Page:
Hadrosaurids

By | September 9, 2016

Also known as “duck-billed” dinosaurs, the hadrosaurids were large plant-eaters with distinctive, ducklike bills that they used to clip leaves from plants. Hadrosaurids may have lived in large herds, and some types seem to have formed nesting colonies in which parents nursed their young after hatching.

FAMILY FACT FILE

Key features
■ Ducklike bills
■ Rear of mouth was packed with thousands of teeth for grinding leaves
■ Forelimbs were half as long as hindlimbs
■ Many hadrosaurids had strangely shaped crests on their heads

When
Hadrosaurids lived in the Cretaceous Period, between 100 and 65 million years ago.

FAMILY LIFE

maiasaura-eggs-and-babies

Maiasaura eggs and babies

Fossilized eggshell pieces and young Maiasaura were discovered in nests in Montana. The presence of young animals suggests that hatchlings stayed in the nest while being looked after, just as many baby birds do, rather than leaving immediately as newly hatched turtles and crocodiles do.

Maiasaura (MY-a-SORE-a)

maiasaura


When: 80–74 million years ago (Late Cretaceous)

Fossil location: USA

Habitat: Coastal plains

Length: 30 ft (9 m)

Diet: Leaves

The name Maiasaura means “good mother lizard.” In Montana, scientists found numerous bowl-shaped Maiasaura nests close together. The site may have been a nesting colony where parents raised their young, like nesting colonies of modern seabirds.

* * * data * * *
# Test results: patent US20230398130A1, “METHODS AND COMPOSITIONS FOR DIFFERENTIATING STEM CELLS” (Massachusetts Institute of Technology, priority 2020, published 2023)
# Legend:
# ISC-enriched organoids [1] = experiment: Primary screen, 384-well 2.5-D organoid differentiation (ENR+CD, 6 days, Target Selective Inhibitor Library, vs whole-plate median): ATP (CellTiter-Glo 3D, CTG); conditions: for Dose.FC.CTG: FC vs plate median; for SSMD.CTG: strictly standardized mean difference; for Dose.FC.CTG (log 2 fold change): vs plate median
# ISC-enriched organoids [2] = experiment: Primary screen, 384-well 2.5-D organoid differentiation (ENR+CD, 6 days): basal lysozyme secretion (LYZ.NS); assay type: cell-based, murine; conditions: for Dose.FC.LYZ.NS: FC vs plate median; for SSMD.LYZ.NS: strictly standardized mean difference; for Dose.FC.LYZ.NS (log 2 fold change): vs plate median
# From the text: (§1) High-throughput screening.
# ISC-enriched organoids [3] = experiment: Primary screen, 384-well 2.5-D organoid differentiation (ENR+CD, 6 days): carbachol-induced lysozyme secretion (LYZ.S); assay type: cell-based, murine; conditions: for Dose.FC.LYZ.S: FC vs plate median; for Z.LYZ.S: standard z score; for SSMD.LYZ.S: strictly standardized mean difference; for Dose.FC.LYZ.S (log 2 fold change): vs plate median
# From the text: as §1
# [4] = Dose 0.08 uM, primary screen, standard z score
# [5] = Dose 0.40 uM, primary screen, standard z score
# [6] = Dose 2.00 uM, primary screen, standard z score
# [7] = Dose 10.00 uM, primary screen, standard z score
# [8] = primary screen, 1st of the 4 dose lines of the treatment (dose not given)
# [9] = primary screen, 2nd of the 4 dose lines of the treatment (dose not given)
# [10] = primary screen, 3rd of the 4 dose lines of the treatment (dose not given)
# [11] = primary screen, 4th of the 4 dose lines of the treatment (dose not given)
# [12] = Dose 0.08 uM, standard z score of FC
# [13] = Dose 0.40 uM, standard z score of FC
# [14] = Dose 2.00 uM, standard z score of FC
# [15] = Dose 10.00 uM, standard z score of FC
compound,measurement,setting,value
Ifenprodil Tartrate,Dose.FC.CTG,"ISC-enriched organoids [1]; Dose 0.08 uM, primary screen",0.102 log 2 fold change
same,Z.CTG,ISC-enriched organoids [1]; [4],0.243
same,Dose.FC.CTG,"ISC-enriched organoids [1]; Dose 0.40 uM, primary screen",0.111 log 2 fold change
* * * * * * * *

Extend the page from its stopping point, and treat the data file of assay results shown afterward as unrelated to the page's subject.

Hadrosaurus (HAD-roh-SORE-uss)

hadrosaurus


When: 80–74 million years ago (Late Cretaceous)

Fossil location: N. America

Habitat: Woodlands

Length: 30 ft (9 m)

Diet: Leaves and twigs

This was one of the first dinosaurs discovered in North America. Hadrosaurus used a toothless beak to tear twigs and leaves from plants before grinding them to a pulp with hundreds of tiny teeth located in the back of its mouth.

Brachylophosaurus (BRACK-ee-LOAF-oh-SORE-uss)

brachylophosaurus


When: 75–65 million years ago (Late Cretaceous)

Fossil location: N. America

Habitat: Woodlands

Length: 30 ft (9 m)

Diet: Ferns, magnolias, and conifers

Brachylophosaurus had a deep snout and a rectangular skull with a flat, paddle-shaped crest on its head. Males had wider crests and were more heavily built than females. In 2000, a near-perfect fossil skeleton was found in Montana. Large areas of its body were covered with an impression of its scaly skin.

Parasaurolophus (PA-ra-SORE-oh-LOAF-uss)

parasaurolophus


When: 76–74 million years ago (Late Cretaceous)

Fossil location: N. America

Habitat: Woodlands

Length: 30 ft (9 m)

Diet: Leaves, seeds, and pine needles

This creature’s head had a long, tubelike crest containing hollow tubes. Perhaps Parasaurolophus tooted air out of the crest to make trumpetlike sounds to communicate with herd members. Its heavy, muscular build and wide shoulders may have helped it push through dense undergrowth in woodlands.

Lambeosaurus (LAMB-ee-oh-SORE-uss)

lambeosaurus


When: 76–74 million years ago (Late Cretaceous)

Fossil location: Canada

Habitat: Woodlands

Length: 30 ft (9 m)

■ Diet Low-growing leaves, fruits, and seeds

Lambeosaurus’s hollow crest was shaped like a hatchet. Perhaps the distinctive shape enabled this dinosaur to recognize others of its species quickly. The crest’s shape varied between the sexes, suggesting that males used theirs to impress females.

Gryposaurus (GRIP-o-SAWR-us)

gryposaurus-skeleton

Gryposaurus skeleton

When: 65–85 million years ago (Late Cretaceous)

Fossil location: N. America

Habitat: Woodlands

Length: 30 ft (9 m)

Diet: Vegetation

Gryposaurus’s large, hooked nose looked like a rounded beak. Rivals may have settled contests by butting noses and shoving each other. Gryposaurus also had very long arms for a hadrosaurid—perhaps they helped it reach higher leaves. Skin impressions suggest the animal had pyramid-shaped scales on its back.

Save

Save

Leave a Reply

Your email address will not be published. Required fields are marked *